The positioning of American and NATO troops in countries sharing a border with Russia could ultimately result in the collapse of the collective security alliance, US Senator John McCain says.
- Failing to implement a stronger US-NATO force presence in the Baltic states could ultimately result in the collapse of the collective security alliance, US Senator John McCain told the Russian news agency Sputnik on Wednesday, following a hearing on US national security challenges.
- If they (the Russians) move into the Baltics… and there is no tripwire there, I doubt if there would be a reaction. And it would be the end of NATO, the new Senate Armed Services Chairman said.
McCain has a long military career, and in 2008 he was the Republican presidential nominee in the United States presidental election.
"Tripwires" and positioning
The concept of a tripwire, he explains, is the positioning of American and NATO troops in countries sharing a border with Russia, in order to deter a Russian invasion. Such a tripwire would involve a greater military presence than has been designated under NATO’s Readiness Action Plan, a program implemented last year, to increases troop rotations and readiness in Estonia, Latvia, Lithuania, and Poland, McCain said.
According to Sputnik McCain also agreed with statements delivered by Zbigniew Brzezinski, a former National Security Advisor for the Jimmy Carter administration. Brzezinski proposed creating a “tripwire” in Latvia or Estonia “that communicates clearly to Russia that NATO will be involved, that the United States in particular is present.”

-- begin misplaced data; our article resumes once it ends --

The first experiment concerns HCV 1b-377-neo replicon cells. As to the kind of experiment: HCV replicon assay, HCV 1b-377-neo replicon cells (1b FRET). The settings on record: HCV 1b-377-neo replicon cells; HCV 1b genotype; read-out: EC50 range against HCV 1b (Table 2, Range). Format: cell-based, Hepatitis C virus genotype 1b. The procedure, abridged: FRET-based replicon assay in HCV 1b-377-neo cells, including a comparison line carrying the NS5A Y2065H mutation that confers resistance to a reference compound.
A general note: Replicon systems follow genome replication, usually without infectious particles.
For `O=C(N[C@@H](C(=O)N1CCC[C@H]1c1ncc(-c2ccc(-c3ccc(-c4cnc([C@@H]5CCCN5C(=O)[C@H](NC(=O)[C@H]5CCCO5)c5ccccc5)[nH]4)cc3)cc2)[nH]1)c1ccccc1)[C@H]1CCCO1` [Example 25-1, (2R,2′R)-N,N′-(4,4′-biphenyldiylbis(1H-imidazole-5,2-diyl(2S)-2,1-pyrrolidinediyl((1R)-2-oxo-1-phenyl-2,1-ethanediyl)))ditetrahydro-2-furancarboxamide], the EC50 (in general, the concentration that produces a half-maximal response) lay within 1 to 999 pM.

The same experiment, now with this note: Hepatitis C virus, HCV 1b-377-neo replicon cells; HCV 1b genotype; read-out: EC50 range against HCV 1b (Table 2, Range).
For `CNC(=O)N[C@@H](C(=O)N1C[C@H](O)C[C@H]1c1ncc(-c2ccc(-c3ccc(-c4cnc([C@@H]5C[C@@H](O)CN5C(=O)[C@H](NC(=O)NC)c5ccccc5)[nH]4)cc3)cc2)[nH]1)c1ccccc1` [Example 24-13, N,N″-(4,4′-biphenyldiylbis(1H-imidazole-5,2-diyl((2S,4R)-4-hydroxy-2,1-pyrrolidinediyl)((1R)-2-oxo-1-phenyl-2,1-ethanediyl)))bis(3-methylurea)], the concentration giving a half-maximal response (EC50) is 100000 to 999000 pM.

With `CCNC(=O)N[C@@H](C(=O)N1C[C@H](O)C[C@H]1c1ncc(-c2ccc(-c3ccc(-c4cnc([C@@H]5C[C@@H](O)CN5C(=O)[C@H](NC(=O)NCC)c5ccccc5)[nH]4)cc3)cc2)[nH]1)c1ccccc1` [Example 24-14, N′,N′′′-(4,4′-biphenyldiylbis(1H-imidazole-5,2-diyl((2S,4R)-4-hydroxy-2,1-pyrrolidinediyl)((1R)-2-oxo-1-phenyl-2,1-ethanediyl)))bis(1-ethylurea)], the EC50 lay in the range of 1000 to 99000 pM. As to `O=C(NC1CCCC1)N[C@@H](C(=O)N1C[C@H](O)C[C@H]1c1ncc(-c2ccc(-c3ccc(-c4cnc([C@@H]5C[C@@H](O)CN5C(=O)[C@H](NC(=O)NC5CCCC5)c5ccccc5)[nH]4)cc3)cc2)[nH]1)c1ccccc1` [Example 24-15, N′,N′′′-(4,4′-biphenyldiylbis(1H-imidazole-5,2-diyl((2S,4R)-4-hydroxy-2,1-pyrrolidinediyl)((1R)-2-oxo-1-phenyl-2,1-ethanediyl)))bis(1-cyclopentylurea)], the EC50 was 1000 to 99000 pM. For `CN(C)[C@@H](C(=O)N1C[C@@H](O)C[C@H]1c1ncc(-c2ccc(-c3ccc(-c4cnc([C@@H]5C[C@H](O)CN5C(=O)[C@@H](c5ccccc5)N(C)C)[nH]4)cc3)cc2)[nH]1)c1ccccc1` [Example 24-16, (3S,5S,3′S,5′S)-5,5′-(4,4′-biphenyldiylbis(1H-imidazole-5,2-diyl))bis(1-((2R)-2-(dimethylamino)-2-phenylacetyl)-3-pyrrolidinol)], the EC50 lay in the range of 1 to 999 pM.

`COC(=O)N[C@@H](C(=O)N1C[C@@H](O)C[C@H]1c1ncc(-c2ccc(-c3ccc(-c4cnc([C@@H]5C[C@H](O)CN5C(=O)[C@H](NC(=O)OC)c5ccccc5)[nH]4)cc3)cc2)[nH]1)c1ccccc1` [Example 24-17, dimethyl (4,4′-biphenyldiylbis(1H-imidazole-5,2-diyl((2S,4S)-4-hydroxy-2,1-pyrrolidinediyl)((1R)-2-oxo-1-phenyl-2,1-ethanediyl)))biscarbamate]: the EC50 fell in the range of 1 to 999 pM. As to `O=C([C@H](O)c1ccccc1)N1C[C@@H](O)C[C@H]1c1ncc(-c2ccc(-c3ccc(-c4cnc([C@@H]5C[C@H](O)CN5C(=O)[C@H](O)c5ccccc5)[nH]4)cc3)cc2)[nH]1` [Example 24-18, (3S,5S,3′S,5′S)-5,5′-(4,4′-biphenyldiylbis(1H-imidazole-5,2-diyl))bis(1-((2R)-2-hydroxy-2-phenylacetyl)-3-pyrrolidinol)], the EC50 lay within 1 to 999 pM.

Former National Security Advisor in the Ronald Reagan administration, Brent Scowcroft, dismissed the notion of a Russian incursion into neighboring NATO states:
- I don’t see that happening, Scowcroft told members of the Senate during the hearing, adding that “there won’t be such a reaction” on the part of Russia’s leadership.
US to train Ukrainian National Guard
This morning Sputnik quote David Westover, a spokesman for US European Command, saying that the training of the Ukrainian National Guard by the US Army Europe soldiers will start in spring, following Kiev’s request.
This week the Commander of the US Army in Europe, Bed Hodges, is in Kiev to meet with Ukraine's officials to discuss military cooperation between the two countries.
Over the last few weeks there has been a growing tension and escalation of the violence in eastern Ukraine, and last week the Ukrainian Prime Minister, Arseniy Yatsenyuk, urged the country’s parliament to cancel the ceasefire reached in September.
Earlier this week the Russian Foreign Ministry called on parties involved in the Ukrainian conflict to immediately withdraw heavy artillery from the Donbas region and fulfill other obligations they have under the Minsk agreements.
The 12-point protocol agreements - reached between Ukraine, Russia and separatists in Minsk – was signed on 5 September 2014, to halt the conflict.